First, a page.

Postcards of Institutions
Matthew Brady, the original photojournalist, exposed his glass-plate photographs at Civil War battlefields and developed them from a crude kit he devised. Brady then shipped his images back to sell at his Washington gallery, and made a fortune.
Postwar, a new occupation arose: the traveling professional photographer.
These independent young men roamed from one city to the next, selling city fathers and industrialists glamour shots of the city and its commercial-industrial landmarks.
Obvious targets for traveling photographers were institutions, usually the largest buildings for miles around. Photographers often represented them as Taj Mahals rather than prisons, emphasizing their massiveness, their stately authority, and their landscaped grounds. Institution superintendents bought the photos, and wished the whole world could admire their palaces.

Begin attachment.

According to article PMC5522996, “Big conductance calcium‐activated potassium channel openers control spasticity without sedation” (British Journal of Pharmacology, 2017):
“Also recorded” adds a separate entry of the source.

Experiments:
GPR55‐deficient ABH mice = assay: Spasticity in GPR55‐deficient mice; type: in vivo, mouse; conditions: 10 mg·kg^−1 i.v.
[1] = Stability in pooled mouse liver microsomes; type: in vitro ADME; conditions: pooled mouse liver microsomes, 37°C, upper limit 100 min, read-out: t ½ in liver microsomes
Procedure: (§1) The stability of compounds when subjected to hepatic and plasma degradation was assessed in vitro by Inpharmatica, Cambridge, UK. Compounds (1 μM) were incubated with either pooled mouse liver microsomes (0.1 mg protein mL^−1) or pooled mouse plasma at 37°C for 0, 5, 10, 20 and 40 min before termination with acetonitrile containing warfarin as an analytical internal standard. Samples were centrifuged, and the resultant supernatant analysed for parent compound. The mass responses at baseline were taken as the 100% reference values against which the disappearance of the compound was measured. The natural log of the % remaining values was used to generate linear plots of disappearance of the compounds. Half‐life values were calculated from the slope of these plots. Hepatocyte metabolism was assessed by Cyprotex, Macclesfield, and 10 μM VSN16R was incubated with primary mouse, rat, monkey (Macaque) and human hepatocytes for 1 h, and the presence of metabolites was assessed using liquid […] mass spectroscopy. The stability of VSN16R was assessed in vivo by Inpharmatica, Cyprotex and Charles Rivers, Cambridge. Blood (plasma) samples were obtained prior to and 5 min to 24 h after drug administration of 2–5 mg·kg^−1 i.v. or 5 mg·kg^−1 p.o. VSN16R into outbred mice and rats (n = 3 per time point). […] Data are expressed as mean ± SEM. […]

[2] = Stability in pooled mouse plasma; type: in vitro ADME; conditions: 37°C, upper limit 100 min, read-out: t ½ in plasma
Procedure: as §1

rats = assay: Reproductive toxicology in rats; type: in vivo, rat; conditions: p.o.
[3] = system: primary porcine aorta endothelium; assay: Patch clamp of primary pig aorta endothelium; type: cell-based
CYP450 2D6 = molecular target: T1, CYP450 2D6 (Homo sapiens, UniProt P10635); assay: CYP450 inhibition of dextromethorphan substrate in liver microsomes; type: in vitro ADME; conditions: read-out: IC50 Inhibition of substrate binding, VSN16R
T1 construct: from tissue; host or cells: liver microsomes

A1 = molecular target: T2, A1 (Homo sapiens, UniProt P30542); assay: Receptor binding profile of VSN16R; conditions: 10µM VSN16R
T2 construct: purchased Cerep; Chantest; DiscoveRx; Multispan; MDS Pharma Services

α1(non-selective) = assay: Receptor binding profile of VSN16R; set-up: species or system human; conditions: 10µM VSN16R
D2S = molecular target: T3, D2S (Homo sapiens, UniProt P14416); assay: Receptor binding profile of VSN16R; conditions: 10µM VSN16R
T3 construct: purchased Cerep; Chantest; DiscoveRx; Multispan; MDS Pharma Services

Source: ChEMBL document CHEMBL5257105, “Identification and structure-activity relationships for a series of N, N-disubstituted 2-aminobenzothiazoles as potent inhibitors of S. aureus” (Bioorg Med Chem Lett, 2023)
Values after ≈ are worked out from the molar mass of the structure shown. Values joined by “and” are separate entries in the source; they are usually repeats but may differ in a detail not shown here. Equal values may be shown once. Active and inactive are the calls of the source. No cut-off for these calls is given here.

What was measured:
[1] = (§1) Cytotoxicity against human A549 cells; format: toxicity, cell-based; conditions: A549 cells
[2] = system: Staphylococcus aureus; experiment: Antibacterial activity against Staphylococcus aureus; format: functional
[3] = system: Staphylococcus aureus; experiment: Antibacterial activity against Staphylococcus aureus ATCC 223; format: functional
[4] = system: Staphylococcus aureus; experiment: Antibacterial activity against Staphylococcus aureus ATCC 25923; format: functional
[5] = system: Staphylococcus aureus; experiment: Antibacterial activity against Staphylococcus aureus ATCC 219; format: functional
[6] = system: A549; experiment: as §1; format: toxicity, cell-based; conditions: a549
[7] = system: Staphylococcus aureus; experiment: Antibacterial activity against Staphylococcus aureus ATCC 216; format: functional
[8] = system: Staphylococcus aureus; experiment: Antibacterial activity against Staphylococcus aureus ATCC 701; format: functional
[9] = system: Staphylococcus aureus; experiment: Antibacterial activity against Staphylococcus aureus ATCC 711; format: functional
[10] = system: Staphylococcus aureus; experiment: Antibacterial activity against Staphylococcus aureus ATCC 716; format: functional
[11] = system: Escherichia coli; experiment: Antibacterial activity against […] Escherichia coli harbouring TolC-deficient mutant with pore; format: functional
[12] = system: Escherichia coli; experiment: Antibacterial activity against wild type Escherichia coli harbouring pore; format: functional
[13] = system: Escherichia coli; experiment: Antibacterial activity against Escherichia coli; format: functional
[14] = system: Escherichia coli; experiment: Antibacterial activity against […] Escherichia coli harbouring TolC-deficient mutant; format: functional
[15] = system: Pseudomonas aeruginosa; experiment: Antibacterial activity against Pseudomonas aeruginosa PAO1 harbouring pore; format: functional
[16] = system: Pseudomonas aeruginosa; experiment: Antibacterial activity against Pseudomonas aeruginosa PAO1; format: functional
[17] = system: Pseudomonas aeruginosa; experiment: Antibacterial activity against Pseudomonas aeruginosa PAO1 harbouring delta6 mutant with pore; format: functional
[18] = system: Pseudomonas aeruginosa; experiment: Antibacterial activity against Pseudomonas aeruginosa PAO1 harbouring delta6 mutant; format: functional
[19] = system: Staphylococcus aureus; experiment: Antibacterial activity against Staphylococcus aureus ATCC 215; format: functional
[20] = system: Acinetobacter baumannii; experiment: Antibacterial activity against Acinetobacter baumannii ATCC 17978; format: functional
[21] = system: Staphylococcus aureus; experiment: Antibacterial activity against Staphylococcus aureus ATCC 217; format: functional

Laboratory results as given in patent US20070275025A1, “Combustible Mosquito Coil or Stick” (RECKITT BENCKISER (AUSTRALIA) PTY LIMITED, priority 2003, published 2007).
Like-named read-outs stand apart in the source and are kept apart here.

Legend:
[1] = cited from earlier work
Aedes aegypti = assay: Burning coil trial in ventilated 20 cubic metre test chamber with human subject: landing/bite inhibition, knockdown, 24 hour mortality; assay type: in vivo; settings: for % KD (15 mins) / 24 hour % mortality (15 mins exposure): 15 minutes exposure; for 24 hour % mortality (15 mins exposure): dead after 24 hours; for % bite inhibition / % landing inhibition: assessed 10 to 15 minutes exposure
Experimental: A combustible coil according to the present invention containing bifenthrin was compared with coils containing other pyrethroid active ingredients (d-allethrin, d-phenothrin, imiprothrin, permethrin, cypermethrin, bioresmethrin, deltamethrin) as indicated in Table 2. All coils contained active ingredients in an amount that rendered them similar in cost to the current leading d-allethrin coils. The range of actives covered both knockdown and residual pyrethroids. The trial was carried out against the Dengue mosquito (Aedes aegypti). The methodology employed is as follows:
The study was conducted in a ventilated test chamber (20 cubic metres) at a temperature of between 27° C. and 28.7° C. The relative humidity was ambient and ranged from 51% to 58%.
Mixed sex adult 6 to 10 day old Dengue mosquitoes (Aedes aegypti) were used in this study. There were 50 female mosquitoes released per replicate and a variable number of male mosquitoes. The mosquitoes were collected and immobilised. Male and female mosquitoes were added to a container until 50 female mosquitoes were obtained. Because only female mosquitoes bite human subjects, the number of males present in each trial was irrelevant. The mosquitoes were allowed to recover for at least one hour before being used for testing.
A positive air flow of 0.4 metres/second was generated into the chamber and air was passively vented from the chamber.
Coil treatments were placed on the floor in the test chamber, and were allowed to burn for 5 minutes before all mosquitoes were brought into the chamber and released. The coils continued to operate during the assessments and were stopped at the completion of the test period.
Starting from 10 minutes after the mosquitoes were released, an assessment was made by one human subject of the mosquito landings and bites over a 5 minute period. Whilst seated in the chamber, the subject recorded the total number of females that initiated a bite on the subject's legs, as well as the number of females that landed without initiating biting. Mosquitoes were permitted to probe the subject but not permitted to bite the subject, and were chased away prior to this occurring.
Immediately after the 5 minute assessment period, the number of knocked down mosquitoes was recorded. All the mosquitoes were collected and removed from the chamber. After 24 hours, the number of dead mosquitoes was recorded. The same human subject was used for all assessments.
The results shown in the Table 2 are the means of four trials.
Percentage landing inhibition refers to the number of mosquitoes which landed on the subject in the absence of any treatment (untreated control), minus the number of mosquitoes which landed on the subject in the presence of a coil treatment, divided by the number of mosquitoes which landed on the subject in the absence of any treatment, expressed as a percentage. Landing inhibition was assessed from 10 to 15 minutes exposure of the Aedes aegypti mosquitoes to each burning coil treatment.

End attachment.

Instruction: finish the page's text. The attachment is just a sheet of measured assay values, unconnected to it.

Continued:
Local printers turned institution photographs into photo postcards — sometimes hand-colored to add to the photo's romantic allure. During the late 19th and early 20th century postcards were the most popular form of long-distance communication. Photo postcards were a great sensation, and they came into being just as grand institutions began to stud the American countryside.
These postcards are a small sample of the collection of Prof. Robert Bogdan of Syracuse University, photographed by Patricia Deegan.